Laid out in front of the mosque is a traditional Ottoman-style courtyard with colonnaded pavilions and ponds decorated in intricate mosaics. Inside the mosque is a display of various artifacts uncovered during excavations.
Another highlight is the Samtskhe-Javakheti History Museum, which houses one of the country’s finest collections of archaeological artifacts. Visitors can browse a plethora of Georgian artifacts uncovered from the Meskheti region, that range from 4th millennium BC Kura-Araxes Culture relics to 19th century regional costumes.
Among the notable museum items is the oldest surviving fragment of the epic poem “The Knight in the Panther’s Skin,” authored by Georgian national poet Shota Rustaveli. While the poem was written in the 12th century, the museum’s copy is said to date back to the 1500s.
A tour of Rabati Castle is a great way to bring things to life. Plan for 2 hours to explore the entire fortress complex and peruse its interesting architectural elements.
Climb the fortress towers and enjoy splendid views of Akhaltsikhe, bordered by mountains overlooking tiny villages. From atop the tower, you will get a better sense of the scale of the rest of the complex. Or take a leisurely walk through its long passageways with hidden vantage points, and immerse yourself in the remarkable surroundings of lush, well-manicured gardens and fountains.
The drive through the Samtskhe-Javakheti wilderness to Rabati Castle is one of the most dramatic in Georgia. Following the river, the road meanders through narrow canyons, past rocky hills and verdant valleys. Beyond Rabati Castle, Samtskhe-Javakheti’s other districts offer a host of Georgia attractions.
Tmogvi is a fortress perched high above a gorge on the banks of River Mtkvari. A narrow path stretching up the gorge leads to the fortress. Once at the edge of the gorge, panoramic views of the river and mountain await. The majestic Tmogvi Fortress consists of a central temple and several ruined towers. Near Tmogvi is the rock-carved Church of St. Ephraim whose walls have 13th century paintings.
Sapara is a Georgian orthodox monastery located within a densely forested ravine, accessed by an amazing road surrounded by high mountains. Construction of the monastery started in the 11th century with the Assumption Church, followed by the rest of the complex. The 13th century church of St. Saba is the biggest temple in the complex whose walls are adorned with gorgeous frescoes and carvings.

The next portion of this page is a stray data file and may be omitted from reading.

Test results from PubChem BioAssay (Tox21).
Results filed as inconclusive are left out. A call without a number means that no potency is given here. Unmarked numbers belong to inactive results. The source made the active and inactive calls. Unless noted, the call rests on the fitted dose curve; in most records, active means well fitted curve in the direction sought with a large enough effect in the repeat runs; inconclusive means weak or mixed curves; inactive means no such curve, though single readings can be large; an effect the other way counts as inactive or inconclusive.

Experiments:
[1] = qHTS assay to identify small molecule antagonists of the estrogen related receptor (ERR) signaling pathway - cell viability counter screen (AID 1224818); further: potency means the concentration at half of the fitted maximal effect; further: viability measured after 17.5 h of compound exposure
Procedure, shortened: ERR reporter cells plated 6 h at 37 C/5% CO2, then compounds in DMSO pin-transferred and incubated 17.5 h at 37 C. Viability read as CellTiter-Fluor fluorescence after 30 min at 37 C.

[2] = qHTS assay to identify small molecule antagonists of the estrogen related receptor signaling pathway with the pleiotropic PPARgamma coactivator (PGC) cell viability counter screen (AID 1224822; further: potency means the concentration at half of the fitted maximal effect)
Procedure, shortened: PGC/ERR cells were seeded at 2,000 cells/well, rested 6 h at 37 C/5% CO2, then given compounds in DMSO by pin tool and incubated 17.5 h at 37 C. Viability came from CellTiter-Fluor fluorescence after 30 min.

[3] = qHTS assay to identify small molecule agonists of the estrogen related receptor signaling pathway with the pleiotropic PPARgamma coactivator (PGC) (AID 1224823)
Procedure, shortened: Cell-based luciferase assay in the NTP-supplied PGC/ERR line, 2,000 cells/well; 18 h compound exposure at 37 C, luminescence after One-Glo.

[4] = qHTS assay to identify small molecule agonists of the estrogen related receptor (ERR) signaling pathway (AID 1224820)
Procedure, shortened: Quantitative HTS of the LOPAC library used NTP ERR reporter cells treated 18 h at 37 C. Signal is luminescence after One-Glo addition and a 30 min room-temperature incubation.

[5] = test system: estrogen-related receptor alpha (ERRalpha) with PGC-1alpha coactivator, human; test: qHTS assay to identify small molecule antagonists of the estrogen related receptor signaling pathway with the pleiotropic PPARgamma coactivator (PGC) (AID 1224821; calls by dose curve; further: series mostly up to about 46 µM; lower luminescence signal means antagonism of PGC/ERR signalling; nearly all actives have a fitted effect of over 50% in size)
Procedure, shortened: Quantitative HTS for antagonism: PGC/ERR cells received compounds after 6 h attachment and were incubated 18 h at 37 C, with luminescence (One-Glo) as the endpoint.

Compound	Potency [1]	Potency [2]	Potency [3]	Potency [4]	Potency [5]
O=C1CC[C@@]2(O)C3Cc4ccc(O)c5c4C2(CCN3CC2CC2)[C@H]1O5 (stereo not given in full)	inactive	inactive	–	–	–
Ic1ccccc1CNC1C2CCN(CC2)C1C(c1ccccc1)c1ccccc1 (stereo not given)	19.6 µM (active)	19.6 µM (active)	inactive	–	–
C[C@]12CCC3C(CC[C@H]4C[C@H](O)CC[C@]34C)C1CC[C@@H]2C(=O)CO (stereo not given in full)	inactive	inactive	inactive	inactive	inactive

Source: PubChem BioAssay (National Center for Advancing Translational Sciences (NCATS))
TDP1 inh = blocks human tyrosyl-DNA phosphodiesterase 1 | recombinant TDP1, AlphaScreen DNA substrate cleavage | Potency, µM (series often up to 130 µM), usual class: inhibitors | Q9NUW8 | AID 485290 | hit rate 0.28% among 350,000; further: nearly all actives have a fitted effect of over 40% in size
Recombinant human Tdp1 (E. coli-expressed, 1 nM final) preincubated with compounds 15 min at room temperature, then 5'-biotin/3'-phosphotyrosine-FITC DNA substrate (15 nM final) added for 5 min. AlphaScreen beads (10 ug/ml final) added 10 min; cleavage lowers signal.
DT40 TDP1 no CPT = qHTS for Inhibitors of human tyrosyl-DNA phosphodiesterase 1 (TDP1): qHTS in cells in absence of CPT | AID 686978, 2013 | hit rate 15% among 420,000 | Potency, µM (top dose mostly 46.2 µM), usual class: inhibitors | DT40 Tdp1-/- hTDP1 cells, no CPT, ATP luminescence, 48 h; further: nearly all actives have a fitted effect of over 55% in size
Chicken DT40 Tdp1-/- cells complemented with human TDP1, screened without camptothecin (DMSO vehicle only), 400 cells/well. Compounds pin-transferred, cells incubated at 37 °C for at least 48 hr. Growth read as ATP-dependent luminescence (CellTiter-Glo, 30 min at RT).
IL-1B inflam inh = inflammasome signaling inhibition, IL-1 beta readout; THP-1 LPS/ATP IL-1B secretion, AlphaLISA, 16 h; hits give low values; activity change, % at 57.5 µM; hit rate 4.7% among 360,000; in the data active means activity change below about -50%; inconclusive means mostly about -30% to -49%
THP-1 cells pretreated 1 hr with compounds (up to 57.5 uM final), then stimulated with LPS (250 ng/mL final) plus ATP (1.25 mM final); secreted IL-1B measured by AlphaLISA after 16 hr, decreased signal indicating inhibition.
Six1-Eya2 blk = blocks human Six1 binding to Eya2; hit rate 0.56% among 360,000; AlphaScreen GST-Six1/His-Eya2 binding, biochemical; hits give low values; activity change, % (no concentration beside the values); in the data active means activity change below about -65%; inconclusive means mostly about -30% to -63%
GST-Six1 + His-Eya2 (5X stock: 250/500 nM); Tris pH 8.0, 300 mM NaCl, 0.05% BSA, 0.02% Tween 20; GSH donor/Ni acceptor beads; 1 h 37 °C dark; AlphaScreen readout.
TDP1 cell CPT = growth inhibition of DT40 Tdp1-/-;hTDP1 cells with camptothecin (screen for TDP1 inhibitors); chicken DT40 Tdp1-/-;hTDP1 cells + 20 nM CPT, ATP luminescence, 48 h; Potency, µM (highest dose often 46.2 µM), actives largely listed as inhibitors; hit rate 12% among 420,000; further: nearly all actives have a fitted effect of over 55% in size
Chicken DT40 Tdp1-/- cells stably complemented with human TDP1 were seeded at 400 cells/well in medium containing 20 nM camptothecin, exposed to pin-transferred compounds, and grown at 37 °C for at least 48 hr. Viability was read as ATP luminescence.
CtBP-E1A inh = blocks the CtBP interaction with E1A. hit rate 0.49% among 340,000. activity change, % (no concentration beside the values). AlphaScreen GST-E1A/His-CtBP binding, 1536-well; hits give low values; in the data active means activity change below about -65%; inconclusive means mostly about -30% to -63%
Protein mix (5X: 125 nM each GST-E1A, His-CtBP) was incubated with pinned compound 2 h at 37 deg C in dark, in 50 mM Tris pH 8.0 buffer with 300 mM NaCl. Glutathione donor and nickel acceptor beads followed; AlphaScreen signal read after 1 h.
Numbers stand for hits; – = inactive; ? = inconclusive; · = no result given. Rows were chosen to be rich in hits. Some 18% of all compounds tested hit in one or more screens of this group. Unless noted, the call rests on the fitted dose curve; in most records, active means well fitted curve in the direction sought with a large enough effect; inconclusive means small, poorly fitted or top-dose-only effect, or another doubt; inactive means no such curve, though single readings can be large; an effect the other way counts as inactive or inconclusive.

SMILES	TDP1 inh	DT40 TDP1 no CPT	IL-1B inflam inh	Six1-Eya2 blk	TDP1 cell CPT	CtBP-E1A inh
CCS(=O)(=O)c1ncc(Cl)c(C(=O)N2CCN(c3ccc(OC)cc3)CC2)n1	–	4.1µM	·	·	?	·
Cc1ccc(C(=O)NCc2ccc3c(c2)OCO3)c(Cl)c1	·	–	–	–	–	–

Vardzia is an underground cave monastery and fortress carved out of the rocky slopes of the Erusheli Mountain on the left bank of River Mtkvari. A caving in Vardzia tour lets you explore the former chapels, libraries, wine cellars, baths and dwellings connected by narrow tunnels and steep stairways.
The star of the show at Vardzia is the Church of the Dormition, with its double-arched entryway, row of bells hanging on the exterior and interior walls decorated with intricate murals.
Situated about 5km from Vardzia, Vanis Kvabebi is a cave monastery complex that comprises of six churches and hundreds of rock caves on 16 floors, used as shelter, market, vault and tomb. Its oldest church dates from the 8th century, while the caves were built between the 9th and 11th centuries.
During the reign of Queen Tamar, parts of the cave and church destroyed by an earthquake in 1089 were rebuilt. In 1204 the old stone wall was reconstructed, and in 1265, the gate, a bell-tower and church hall were built.
Looming over Khertvisi Village, at the meeting point of the Paravani and Mtkvari rivers, Khertvisi Castle once guarded an important road connecting the Byzantine Empire and the Caucasus. One of Georgia’s largest fortresses, the elongated castle is more than 150m long and 30m wide. One of the oldest fortresses in Georgia, Khertvisi Castle has been used as a fortress since the 2nd century BC.
Nestled in the charming Borjomi Gorge, Borjomi is a gorgeous resort town famous for its rejuvenating mineral water springs. Borjomi attracts many visitors with health problems who believe that the mineral waters have curative properties. Adventurous travelers can also enjoy rafting in Borjomi on the Mtkvari River which is one of the best places for white water rafting in Georgia.